It’s a crystal clear day at Spirit of St. Louis Airport, and Jack Jackson just can’t wait to get back up in the sky. Jackson’s always ready for a mission: He started flying airplanes in July of 1967; and since then, he has logged more than 16,000 take-offs and landings. A huge number of those sorties came at the controls of military aircraft, with hundreds of them being combat missions in Vietnam. Jackson was a full bird colonel in the Marines and ended his highly decorated military career with dozens of awards and medals for courage, bravery and valor in combat. After Vietnam, he played an even more significant role in the development of America’s birds of war as a test pilot at McDonnell-Douglas, and then Boeing. The Colonel flew virtually every type of aircraft in the US military arsenal, and even a few captured enemy planes.
Jackson’s legendary aviation status is most closely associated with the AV-8B Harrier Jump Jet. Most of us know it as the fighter jet that can hover, land straight up and down, and then fly at near-supersonic speed. Jackson logged an incredible 5,500 flight hours in the cockpit of Harriers—a record that likely will never be broken. He delivered the very first Harrier built in St. Louis in 1980; and before he retired as Boeing’s chief test pilot, he delivered the very last one ever built in 2004.
Jackson’s mission continued in politics as a Missouri State Representative, and he took a few turns down some campaign roads. His journey finally led him to his ongoing charge of serving the needs of military veterans. “My mission now is to do whatever I can to help our veterans. I consider them a national treasure.”
He and I are walking through a hangar among the private jets he now flies. At 70, he’s a sought-after corporate pilot, but he’s also spent hours flying wounded combat vets home from hospitals or to more medical treatment. He has volunteered for the Veterans Airlift Command and Lifeline; and if for some reason he can’t get a wounded warrior transported on a donated corporate jet, he’s been known to fly vets wherever they need and pick up the costs himself. “I’ve flown some double and triple amputees, picking them up in Washington, D.C., and flying them home—they have tremendously positive attitudes.”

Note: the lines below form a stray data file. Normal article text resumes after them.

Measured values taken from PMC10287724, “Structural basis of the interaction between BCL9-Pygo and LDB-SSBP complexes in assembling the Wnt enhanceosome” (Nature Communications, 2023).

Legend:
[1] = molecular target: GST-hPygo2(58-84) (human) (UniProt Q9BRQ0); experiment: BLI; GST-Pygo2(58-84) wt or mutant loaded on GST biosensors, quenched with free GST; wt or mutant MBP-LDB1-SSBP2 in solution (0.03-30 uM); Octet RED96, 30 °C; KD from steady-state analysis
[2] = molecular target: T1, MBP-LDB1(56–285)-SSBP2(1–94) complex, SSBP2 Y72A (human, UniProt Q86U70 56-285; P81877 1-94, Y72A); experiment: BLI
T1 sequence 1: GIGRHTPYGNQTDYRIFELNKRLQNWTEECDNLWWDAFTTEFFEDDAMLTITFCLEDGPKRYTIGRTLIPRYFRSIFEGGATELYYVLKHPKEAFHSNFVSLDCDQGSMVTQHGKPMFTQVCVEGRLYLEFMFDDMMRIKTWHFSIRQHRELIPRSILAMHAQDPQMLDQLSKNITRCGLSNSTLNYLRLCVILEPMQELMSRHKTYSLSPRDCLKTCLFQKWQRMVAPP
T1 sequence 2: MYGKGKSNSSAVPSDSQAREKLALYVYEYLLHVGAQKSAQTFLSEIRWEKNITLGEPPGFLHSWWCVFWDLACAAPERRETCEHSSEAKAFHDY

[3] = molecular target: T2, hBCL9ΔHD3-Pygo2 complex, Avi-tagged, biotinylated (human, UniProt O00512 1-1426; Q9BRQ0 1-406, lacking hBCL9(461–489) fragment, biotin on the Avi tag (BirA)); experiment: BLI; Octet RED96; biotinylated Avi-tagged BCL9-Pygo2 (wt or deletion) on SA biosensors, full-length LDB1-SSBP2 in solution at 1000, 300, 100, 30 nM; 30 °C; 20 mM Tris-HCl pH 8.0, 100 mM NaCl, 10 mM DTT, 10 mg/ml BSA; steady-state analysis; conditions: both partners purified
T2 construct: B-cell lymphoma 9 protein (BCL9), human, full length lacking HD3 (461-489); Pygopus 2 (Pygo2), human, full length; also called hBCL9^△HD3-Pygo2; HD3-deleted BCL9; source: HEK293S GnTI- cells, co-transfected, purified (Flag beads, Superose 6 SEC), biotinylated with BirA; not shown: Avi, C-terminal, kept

Out on the tarmac, the Colonel and I continue to talk while he looks up at a perfectly blue sky. “I want to make people aware that even though someone has lost both their legs, they can still contribute,” he stresses. “All they want to do is go home, hug their kids and their wives, then get a job and contribute—and it’s our job to make that happen.”
In the spirit of full disclosure, Jack and I have spent a lot of time together on tarmacs and in airplanes. I worked with him on his political campaigns, and was in the co-pilot seat of his twin-engine Beechcraft Duke for one of his least glorious but more memorable aviation episodes: We were on a campaign swing around the state in 2006; and we were taking off from the Camdenton Airport at dusk when a deer ran across the runway. We were almost airborne, going well past 100 mph, when the buck crashed into the nose and landing gear. We swerved 75 feet off the runway and skipped across a hillside. Somehow, Jack remained in control, kept the wheels on the ground and brought us safely to a stop. The plane was totaled. So to say I admire this man for his skills is an understatement.
Saving my you-know-what that night was all in a day’s work for Jack. He’s been in life-or-death situations many, many times. “I had been shot up, shot down and shot to pieces in helicopters and planes, and I’ve had to shoot my way out of a couple of tight spots,” he says. But there was one incident that is the most vivid: He was flying a Harrier when it went out of control and into something called a ‘falling leaf’ spin. It had never happened to anyone in a Harrier before, but Jackson pulled out of it and saved the plane and himself an instant before it would have crashed.
As for his political career, it never got the traction it needed, and Jackson thinks it was mainly because he wasn’t a career politician and refused to fall in lock-step with the party power-brokers. He’s still getting prodded to run for office again and concedes he’ll “never say never, but it would take a lot.”
His real passion these days is for the veterans and trying to make sure they get all the honor and respect they deserve—something his Vietnam War generation received very little of back then. “When we got home we weren’t treated very well—everybody knows that,” he says. “So I want to do what I can to make sure that no veteran is treated the way we were.”
It’s still obvious to me that Colonel Jack Jackson is ready for another mission—it’s a beautiful day for flying.
A native St. Louisan, Brown is a lifelong journalist, and previously served as a broadcaster for KMOX and KTRS radios and ABC 30. His Paul Brown Media specializes in public and media relations.